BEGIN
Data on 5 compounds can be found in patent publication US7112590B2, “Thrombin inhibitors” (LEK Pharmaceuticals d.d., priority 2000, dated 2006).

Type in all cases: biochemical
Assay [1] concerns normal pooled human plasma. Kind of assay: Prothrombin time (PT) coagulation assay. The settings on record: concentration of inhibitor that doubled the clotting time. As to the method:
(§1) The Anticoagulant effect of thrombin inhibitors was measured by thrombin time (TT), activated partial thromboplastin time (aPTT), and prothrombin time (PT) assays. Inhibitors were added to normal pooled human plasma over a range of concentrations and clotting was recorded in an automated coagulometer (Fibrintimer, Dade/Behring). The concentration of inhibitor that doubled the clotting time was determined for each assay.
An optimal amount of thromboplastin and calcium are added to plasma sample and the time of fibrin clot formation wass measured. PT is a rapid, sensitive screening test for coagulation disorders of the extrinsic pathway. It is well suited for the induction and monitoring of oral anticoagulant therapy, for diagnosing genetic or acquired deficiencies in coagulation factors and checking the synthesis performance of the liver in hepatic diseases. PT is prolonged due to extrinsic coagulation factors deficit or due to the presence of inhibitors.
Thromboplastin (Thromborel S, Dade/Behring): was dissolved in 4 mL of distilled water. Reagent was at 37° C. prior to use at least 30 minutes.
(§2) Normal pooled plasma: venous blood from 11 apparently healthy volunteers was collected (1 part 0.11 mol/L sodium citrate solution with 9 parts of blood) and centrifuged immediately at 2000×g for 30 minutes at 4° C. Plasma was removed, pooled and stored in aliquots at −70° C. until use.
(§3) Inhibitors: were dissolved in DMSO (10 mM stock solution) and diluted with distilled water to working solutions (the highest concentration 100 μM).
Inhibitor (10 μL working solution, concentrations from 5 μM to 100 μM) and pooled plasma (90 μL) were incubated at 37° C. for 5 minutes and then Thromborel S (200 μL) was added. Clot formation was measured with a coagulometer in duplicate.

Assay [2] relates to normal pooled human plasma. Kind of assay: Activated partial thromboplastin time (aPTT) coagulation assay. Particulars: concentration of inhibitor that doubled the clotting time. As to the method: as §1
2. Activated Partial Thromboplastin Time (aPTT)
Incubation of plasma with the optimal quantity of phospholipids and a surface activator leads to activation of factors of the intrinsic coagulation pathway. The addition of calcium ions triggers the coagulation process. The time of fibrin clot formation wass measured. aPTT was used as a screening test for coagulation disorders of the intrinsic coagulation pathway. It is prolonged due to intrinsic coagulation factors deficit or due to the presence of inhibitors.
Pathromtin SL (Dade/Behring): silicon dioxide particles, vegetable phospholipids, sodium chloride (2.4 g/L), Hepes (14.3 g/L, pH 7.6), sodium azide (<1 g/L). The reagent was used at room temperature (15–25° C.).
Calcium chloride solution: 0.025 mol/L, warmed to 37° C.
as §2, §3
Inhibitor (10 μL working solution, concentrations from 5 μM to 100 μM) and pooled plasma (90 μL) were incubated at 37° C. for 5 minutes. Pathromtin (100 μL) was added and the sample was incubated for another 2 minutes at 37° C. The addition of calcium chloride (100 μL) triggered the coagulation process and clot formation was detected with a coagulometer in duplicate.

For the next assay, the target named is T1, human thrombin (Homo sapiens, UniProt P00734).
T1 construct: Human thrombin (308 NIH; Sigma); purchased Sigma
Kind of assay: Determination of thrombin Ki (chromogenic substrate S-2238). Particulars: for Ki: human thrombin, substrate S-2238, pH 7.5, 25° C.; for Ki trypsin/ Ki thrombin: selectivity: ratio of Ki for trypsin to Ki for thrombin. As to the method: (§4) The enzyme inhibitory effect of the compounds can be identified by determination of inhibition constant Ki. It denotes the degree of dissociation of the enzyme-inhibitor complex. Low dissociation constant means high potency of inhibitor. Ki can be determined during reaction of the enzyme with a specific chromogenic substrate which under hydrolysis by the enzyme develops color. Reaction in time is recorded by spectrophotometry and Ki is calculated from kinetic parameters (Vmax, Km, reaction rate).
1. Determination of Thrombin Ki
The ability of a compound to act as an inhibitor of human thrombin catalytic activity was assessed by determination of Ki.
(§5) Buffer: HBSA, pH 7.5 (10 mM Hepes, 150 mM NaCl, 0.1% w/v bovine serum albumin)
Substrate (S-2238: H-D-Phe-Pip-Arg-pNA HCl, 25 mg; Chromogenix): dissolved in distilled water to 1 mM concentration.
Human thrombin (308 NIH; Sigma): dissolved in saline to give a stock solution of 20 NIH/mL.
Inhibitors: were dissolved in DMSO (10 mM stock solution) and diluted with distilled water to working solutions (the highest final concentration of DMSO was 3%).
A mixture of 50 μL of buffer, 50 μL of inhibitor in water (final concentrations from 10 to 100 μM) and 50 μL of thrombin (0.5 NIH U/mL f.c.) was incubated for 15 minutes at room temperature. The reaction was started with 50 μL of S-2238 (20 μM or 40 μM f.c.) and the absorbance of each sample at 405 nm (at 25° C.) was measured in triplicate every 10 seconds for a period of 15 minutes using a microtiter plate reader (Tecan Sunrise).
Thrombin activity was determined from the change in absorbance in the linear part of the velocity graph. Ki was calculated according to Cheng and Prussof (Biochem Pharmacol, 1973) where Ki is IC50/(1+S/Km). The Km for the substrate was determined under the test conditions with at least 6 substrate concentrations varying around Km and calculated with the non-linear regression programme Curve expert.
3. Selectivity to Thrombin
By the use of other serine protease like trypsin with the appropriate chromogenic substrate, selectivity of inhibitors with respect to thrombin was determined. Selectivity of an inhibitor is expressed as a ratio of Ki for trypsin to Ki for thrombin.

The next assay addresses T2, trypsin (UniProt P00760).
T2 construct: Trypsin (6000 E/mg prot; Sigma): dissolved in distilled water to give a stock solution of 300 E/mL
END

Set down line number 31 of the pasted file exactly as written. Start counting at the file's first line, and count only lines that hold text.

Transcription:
T2 construct: Trypsin (6000 E/mg prot; Sigma): dissolved in distilled water to give a stock solution of 300 E/mL